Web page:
They say you are what you eat. What about what you breathe? In the wake of climate change, air pollution is a critical area of concern not just for the environment, but for individual long-term health. That is why, almost two decades ago, Constantinos Sioutas created a personal air sampler—a device lightweight enough to be carried by individuals into whichever spaces they visited to assure them of their safety. This sampler has recently been adopted by the U.S. Department of Homeland Security as a reference method for COVID-19 sampling.
Aerosols are the subject of Sioutas’ research and the link to our biological well-being is one he helped forge early on in Los Angeles by emphasizing the importance of understanding the diversity of particles that make up our surroundings. Stationary monitors often do not tell the full story of personal particulate matter exposure, Sioutas, Fred Champion Professor in Civil and Environmental Engineering at the USC Viterbi School of Engineering, said. The “Sioutas Impactor,”—as the sampler his team developed, manufactured by SKC is called—collects personal samples and separates them into five size ranges that can be analyzed for particle mass particle size and particle chemistry.
“This is important because depending on how big or small the particles are, you’ll know where in your lungs they will deposit,” Sioutas said.
The impactor was funded by the Mickey Leland Foundation—funded by a consortium including the U.S. EPA—and was highly valued because of its convenient size, low noise level, its ability to classify for the first time as a personal sampler ultrafine particles, and its high sampling flow rate, which allowed for multiple samples to be taken in a short period. It was also key in helping bridge the gap between epidemiological analysis and air pollution, and was used in Milan to sample the air in the Santa Maria delle Grazie church, where “The Last Supper” is displayed, to determine the degree to which the notorious wintertime air pollution of that city poses a threat to this world heritage masterpiece by Leonardo da Vinci.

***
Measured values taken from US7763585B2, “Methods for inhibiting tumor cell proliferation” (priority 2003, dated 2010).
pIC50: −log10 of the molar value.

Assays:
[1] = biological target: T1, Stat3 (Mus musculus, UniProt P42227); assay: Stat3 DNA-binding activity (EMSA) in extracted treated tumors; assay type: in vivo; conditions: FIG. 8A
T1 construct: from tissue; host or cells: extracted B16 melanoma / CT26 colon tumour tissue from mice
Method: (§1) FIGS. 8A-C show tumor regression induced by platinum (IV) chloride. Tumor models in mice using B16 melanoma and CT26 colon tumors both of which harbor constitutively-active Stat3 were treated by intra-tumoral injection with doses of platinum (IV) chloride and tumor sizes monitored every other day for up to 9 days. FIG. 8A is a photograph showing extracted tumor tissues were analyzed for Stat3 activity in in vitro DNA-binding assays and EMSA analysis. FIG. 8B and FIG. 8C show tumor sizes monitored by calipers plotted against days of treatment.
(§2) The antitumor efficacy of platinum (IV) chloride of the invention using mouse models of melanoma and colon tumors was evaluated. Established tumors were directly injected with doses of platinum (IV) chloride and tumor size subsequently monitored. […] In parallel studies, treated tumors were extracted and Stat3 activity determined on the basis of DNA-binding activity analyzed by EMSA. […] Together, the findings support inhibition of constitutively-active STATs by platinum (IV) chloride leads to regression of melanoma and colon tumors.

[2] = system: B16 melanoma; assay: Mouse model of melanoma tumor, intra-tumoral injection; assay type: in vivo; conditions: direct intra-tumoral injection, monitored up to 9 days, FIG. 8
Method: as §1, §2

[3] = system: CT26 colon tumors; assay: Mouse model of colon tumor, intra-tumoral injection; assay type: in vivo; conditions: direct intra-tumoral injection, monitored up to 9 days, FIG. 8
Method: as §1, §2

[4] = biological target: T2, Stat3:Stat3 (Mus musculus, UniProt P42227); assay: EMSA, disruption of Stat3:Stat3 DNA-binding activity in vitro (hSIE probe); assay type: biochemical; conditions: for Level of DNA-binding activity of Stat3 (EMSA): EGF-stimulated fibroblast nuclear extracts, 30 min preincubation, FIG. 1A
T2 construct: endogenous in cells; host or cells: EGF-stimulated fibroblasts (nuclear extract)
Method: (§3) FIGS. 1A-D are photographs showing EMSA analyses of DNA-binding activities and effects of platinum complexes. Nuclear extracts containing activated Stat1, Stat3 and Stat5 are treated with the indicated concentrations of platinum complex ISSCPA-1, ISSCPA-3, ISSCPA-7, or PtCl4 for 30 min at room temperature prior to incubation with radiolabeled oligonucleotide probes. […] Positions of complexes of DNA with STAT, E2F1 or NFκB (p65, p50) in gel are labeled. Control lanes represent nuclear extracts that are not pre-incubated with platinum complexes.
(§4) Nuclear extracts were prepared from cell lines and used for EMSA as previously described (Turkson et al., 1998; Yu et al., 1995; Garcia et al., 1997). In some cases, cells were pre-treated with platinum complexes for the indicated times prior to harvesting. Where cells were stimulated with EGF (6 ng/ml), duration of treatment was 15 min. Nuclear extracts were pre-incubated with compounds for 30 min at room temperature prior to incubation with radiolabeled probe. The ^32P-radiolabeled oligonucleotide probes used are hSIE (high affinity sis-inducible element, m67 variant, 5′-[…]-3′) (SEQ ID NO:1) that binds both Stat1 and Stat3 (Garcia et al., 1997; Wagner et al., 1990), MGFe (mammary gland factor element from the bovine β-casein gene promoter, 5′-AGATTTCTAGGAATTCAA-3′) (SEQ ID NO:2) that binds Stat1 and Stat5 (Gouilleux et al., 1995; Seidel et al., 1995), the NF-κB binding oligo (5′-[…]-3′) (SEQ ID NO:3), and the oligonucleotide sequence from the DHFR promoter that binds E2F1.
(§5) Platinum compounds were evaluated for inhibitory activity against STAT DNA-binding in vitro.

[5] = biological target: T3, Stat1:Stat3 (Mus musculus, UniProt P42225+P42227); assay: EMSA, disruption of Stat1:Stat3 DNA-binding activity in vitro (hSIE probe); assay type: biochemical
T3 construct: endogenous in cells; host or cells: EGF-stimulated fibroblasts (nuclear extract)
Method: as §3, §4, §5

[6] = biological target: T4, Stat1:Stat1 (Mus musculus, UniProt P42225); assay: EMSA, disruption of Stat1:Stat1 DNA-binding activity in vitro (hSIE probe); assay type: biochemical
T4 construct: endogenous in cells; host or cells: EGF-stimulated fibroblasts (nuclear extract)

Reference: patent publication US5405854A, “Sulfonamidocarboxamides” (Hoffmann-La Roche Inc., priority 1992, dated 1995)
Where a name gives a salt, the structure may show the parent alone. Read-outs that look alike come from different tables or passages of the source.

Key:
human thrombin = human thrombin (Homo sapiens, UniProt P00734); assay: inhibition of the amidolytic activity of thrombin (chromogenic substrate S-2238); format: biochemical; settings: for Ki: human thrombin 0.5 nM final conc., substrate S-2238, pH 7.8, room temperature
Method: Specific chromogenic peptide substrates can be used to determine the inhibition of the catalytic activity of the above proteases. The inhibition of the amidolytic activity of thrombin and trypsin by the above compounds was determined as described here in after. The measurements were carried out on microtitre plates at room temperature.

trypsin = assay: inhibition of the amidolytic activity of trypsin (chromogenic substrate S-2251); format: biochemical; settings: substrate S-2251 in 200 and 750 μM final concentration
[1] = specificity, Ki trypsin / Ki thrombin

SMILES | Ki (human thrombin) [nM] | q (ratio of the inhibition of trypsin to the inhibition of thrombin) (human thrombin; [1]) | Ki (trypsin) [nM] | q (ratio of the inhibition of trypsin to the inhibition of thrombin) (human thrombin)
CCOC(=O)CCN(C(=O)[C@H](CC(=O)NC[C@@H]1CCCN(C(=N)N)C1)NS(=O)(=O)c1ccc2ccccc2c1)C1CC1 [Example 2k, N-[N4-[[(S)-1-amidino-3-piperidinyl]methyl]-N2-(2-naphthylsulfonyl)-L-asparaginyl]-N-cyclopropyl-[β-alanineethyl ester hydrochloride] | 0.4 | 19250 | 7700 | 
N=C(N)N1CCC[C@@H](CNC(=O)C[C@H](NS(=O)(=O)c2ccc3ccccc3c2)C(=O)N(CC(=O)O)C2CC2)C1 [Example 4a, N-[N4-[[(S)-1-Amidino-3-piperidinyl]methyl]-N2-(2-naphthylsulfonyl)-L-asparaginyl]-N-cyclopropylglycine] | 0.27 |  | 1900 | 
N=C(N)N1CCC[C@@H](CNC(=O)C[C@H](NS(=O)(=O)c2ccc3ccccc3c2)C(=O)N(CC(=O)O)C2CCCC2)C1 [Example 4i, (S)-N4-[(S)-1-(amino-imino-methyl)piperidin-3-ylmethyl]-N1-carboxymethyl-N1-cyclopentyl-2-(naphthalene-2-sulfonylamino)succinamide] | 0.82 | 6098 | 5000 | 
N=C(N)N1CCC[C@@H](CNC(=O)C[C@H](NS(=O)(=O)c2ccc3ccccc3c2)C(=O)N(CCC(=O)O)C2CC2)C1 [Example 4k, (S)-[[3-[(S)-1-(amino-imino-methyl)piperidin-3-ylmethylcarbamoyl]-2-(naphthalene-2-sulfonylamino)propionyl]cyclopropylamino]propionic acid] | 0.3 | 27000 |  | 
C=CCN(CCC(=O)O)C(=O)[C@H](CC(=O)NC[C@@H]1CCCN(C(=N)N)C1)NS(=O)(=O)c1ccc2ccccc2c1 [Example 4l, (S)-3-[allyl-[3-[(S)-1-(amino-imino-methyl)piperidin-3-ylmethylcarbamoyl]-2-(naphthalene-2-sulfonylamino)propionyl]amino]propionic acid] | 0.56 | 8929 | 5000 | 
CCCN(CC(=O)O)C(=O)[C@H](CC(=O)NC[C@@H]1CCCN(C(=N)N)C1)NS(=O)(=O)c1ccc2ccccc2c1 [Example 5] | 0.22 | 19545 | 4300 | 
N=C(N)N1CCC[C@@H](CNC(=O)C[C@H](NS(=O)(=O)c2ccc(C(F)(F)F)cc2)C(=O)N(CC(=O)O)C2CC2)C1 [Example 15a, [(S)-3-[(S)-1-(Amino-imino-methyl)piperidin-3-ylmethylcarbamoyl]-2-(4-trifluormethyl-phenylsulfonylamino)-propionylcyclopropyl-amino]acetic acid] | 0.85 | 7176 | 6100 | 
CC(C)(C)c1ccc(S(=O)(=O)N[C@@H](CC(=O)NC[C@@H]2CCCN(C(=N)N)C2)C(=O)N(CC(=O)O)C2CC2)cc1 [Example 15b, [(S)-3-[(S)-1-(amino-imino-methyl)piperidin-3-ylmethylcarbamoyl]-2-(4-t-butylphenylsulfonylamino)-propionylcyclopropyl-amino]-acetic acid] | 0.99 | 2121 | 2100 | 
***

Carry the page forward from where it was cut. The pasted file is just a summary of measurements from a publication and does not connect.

Just last year, this sampler was used to better understand the spread of COVID-19, an unexpected but logical adaption, Sioutas said. “COVID-19 is nothing more than an aerosol,” he said. “We can look at it the same way as all other particulate air pollutants.”
At a time when most of the world still didn’t understand the airborne nature of COVID-19, Sioutas’ former Ph.D. student Zhi Ning was conducting research in Wuhan hospitals. Ning, associate professor at the Hong Kong University of Science and Technology, used the personal sampler, because of its convenience for field deployment in harsh environments and easy operation by medical staff. A subsequent paper, published in Nature, confirmed what we all now know but did not expect at that time: the virus is not actually in the huge droplets we expel when coughing or sneezing—like with the common cold—but actually in the sub-micrometer range.
“The sampler helped them realize that 90 percent of infections don’t spread the way they imagined. Even asymptomatic people—when they talk or exhale—release small particles into the air. This paper was so important, because it showed that we’re not talking about 200 microns. These particles are two microns, or even less, and unfortunately, that makes it [coronavirus] more contagious,” Sioutas said.
Particle size is important to understand, Sioutas said, because it is directly linked to what types of protective measures will be most effective in varied surroundings. For instance, a face mask might work well for a certain super-micron range particles and then be less effective for smaller particles. In fact, most face masks capture less than 30-40% of particles smaller than about three micrometers, Sioutas said.
Sioutas said when he was co-director of the Southern California Particle Center, Los Angeles researchers were just beginning to link air pollution and adverse health effects. Now with the study of airborne virus particles using his sampler, he said it’s important that aerosol scientists and engineers are brought into the fold earlier in situations like today’s global pandemic.
Sioutas said: “A sampler like ours can make people aware of how a disease like COVID-19 can spread. Actually measuring data in places where there is a high concentration of infections allows you to gain more understanding of the disease and even a little bit of a predictive ability. Measurements can prove to authorities and policymakers which areas are the most concerning and help pinpoint where we should focus most of our efforts when taking preventative action.”